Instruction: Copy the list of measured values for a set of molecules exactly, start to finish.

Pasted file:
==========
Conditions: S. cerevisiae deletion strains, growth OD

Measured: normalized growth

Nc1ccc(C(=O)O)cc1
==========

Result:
Conditions: S. cerevisiae deletion strains, growth OD

Measured: normalized growth

Nc1ccc(C(=O)O)cc1